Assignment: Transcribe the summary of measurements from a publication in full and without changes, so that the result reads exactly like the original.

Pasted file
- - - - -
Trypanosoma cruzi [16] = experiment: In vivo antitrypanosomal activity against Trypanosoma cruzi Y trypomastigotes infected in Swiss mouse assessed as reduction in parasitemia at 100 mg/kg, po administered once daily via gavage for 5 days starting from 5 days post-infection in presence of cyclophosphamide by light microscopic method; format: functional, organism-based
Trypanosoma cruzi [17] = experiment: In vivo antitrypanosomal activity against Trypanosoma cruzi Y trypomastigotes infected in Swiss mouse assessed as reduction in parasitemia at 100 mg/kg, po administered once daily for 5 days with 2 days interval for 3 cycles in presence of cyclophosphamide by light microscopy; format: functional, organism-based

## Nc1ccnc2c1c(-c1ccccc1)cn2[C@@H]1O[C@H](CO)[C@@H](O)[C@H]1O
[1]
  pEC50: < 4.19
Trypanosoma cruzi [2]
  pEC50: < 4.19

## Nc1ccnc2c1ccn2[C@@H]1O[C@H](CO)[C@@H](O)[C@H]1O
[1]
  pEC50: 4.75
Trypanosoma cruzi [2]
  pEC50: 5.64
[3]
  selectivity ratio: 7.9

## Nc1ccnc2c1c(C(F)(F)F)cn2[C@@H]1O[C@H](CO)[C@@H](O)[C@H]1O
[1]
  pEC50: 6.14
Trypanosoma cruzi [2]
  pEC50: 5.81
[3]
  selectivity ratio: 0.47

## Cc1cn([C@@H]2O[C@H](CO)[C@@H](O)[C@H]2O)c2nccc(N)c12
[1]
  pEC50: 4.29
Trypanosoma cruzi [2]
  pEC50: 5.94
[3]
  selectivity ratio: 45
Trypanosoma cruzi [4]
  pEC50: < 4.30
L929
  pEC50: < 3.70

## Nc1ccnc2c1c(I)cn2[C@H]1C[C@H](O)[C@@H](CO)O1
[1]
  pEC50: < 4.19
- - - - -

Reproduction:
Trypanosoma cruzi [16] = experiment: In vivo antitrypanosomal activity against Trypanosoma cruzi Y trypomastigotes infected in Swiss mouse assessed as reduction in parasitemia at 100 mg/kg, po administered once daily via gavage for 5 days starting from 5 days post-infection in presence of cyclophosphamide by light microscopic method; format: functional, organism-based
Trypanosoma cruzi [17] = experiment: In vivo antitrypanosomal activity against Trypanosoma cruzi Y trypomastigotes infected in Swiss mouse assessed as reduction in parasitemia at 100 mg/kg, po administered once daily for 5 days with 2 days interval for 3 cycles in presence of cyclophosphamide by light microscopy; format: functional, organism-based

## Nc1ccnc2c1c(-c1ccccc1)cn2[C@@H]1O[C@H](CO)[C@@H](O)[C@H]1O
[1]
  pEC50: < 4.19
Trypanosoma cruzi [2]
  pEC50: < 4.19

## Nc1ccnc2c1ccn2[C@@H]1O[C@H](CO)[C@@H](O)[C@H]1O
[1]
  pEC50: 4.75
Trypanosoma cruzi [2]
  pEC50: 5.64
[3]
  selectivity ratio: 7.9

## Nc1ccnc2c1c(C(F)(F)F)cn2[C@@H]1O[C@H](CO)[C@@H](O)[C@H]1O
[1]
  pEC50: 6.14
Trypanosoma cruzi [2]
  pEC50: 5.81
[3]
  selectivity ratio: 0.47

## Cc1cn([C@@H]2O[C@H](CO)[C@@H](O)[C@H]2O)c2nccc(N)c12
[1]
  pEC50: 4.29
Trypanosoma cruzi [2]
  pEC50: 5.94
[3]
  selectivity ratio: 45
Trypanosoma cruzi [4]
  pEC50: < 4.30
L929
  pEC50: < 3.70

## Nc1ccnc2c1c(I)cn2[C@H]1C[C@H](O)[C@@H](CO)O1
[1]
  pEC50: < 4.19